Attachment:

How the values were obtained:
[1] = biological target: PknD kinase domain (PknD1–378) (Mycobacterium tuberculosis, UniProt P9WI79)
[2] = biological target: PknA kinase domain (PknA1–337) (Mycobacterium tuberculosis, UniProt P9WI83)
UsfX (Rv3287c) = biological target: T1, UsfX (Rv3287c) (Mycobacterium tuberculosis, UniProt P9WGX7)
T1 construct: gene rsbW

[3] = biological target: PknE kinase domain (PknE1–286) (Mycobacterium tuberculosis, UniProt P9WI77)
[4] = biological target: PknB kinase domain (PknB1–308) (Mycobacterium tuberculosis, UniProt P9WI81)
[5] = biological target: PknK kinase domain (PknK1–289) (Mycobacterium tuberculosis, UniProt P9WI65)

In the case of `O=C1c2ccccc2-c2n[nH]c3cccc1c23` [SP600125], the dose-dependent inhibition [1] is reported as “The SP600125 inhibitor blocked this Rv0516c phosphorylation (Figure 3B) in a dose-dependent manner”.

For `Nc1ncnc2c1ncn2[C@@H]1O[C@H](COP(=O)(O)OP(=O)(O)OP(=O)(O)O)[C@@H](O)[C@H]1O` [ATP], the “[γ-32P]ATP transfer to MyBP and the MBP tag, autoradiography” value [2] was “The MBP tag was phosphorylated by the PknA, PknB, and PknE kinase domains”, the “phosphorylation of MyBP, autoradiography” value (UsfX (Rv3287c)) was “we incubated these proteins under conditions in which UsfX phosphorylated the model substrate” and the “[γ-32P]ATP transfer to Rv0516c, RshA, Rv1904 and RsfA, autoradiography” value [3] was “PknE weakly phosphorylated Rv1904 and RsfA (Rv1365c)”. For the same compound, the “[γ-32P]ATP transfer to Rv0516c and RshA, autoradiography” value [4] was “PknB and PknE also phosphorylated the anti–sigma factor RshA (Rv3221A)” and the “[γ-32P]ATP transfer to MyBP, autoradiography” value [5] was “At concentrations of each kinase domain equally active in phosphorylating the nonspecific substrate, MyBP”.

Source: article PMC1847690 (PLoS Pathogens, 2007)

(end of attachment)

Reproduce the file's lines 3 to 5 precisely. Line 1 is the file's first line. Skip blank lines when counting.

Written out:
[2] = biological target: PknA kinase domain (PknA1–337) (Mycobacterium tuberculosis, UniProt P9WI83)
UsfX (Rv3287c) = biological target: T1, UsfX (Rv3287c) (Mycobacterium tuberculosis, UniProt P9WGX7)
T1 construct: gene rsbW